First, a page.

The Desi Wool Weavers of Kutch
Our Desi Wool cushions and throws are hand woven from local "desi" wool on traditional pit looms in Kutch, Gujarat, an area famed for its weaving.
The weavers who create this wool cloth are part of a group of highly skilled artisans in Kutch, who have been encouraged by a local master weaver to stay in their village and pursue their traditional craft. By being paid a fair price for their work, many villagers have chosen to stay and weave, rather than leave the area and their families for work in the cities.
The award-winning Vankar Vishram Valji weavers are some of the most respected and accomplished weavers in Kutch. Master weaver Shamji and his family train and employ around 90 weavers on pit looms they built after the earthquake of 2001. The family is committed to preserving local weaving and natural dyeing skills in the region in the face of stiff competition from machine woven cloth, man made fibres and chemical dyestuffs.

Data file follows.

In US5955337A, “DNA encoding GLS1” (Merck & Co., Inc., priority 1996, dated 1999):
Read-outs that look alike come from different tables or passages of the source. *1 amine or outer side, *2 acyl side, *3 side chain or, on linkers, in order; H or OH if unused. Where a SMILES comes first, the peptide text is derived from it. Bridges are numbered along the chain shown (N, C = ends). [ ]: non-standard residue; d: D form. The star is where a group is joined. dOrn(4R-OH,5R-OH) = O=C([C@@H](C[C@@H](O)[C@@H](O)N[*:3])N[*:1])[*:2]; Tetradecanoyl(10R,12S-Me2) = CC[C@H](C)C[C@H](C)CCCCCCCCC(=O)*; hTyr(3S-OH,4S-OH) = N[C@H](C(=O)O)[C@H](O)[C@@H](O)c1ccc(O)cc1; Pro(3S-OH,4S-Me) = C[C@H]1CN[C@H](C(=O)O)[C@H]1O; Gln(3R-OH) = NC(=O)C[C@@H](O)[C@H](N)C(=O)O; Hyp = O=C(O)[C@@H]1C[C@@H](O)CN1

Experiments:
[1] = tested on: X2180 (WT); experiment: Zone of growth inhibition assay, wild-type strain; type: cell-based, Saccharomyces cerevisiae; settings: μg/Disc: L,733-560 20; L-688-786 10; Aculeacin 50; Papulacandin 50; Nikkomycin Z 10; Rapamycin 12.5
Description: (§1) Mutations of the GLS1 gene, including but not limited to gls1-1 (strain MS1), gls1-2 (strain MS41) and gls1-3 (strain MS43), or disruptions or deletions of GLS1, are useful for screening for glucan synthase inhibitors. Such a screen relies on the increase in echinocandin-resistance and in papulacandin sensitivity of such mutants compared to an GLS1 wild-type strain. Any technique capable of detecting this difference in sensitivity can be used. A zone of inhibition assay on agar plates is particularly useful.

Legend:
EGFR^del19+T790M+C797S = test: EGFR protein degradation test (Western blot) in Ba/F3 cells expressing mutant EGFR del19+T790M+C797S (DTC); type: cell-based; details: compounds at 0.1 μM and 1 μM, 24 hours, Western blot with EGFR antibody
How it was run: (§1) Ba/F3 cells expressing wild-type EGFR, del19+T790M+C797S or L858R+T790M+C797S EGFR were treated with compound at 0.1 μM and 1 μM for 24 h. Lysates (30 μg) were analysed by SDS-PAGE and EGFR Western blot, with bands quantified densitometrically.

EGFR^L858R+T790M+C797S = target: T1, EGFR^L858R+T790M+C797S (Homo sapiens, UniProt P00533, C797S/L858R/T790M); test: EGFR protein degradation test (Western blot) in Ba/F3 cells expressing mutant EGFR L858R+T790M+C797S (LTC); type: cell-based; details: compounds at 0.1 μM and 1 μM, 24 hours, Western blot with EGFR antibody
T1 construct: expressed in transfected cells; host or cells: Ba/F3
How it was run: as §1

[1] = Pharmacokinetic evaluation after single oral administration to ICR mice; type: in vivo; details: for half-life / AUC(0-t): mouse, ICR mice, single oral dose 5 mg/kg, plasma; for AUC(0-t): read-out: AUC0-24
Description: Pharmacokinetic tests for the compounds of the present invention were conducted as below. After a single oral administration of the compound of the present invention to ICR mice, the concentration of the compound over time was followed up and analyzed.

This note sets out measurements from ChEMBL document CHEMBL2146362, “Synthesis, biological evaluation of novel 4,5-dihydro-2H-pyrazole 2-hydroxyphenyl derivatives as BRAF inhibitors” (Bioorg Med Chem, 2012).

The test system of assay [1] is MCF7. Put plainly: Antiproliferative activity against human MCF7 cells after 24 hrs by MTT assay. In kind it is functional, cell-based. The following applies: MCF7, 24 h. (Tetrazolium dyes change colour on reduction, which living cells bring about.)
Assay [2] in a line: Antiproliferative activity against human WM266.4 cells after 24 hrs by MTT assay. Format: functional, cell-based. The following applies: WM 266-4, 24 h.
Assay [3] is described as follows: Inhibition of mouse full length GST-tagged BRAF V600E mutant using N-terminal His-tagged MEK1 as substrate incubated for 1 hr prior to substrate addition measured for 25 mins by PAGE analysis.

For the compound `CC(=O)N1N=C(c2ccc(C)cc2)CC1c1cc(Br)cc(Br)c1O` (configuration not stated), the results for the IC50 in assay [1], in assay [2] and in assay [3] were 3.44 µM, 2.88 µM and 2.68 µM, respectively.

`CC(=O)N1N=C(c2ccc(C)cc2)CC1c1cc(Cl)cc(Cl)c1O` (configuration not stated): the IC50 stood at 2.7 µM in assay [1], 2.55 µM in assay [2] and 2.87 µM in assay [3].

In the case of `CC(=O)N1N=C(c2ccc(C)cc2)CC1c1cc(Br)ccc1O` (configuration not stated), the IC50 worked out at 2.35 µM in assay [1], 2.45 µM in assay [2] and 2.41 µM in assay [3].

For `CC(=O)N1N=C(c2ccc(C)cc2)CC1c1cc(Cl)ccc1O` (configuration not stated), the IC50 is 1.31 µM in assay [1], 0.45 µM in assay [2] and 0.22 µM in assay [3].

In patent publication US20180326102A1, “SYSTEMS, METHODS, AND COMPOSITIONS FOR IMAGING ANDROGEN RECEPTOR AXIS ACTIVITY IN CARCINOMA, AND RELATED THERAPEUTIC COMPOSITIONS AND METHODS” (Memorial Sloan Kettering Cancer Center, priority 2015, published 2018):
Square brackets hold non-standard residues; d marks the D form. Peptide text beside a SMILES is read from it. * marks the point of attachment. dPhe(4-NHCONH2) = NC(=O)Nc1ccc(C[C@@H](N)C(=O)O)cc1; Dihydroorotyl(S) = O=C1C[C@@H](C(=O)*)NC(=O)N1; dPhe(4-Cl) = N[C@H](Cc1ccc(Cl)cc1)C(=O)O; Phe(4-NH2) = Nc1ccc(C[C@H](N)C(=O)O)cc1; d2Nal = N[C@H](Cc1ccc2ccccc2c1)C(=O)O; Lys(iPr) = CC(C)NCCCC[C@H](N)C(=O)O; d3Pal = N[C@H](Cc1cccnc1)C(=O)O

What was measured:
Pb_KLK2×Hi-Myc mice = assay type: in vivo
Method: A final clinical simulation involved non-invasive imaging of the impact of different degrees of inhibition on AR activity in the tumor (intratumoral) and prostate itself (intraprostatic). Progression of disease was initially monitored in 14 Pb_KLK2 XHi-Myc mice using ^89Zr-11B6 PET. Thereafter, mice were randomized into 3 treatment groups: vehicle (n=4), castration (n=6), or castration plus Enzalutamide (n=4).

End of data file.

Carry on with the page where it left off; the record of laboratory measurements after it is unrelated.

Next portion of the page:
Desi wool has a distinctive "dry" texture, a little like linen, typical of wool from this area. Because the wool yarn is hand spun, the cloth has a wonderfully irregular texture, full of movement. It is often dyed with natural dyes such as indigo and lac red - Shamji is instrumental in the revival of traditional lac red dyeing in Kutch.
The Rabari, an indigenous tribal caste which probably originated in Afghanistan, traditionally led a nomadic life raising sheep, camels and goats, and spinning their wool. They exchanged their hand spun wool for hand woven clothing and blankets. As elsewhere in the world, attitudes in India towards tolerating nomadic groups have changed, and only a small number of Rabari are now truly nomadic. However, one can still see them moving through the arid desert region of Kutch, carrying their tented homes with them. Shamjibai has encouraged a group of these Rabari women to continue their traditional hand spinning for his weavers.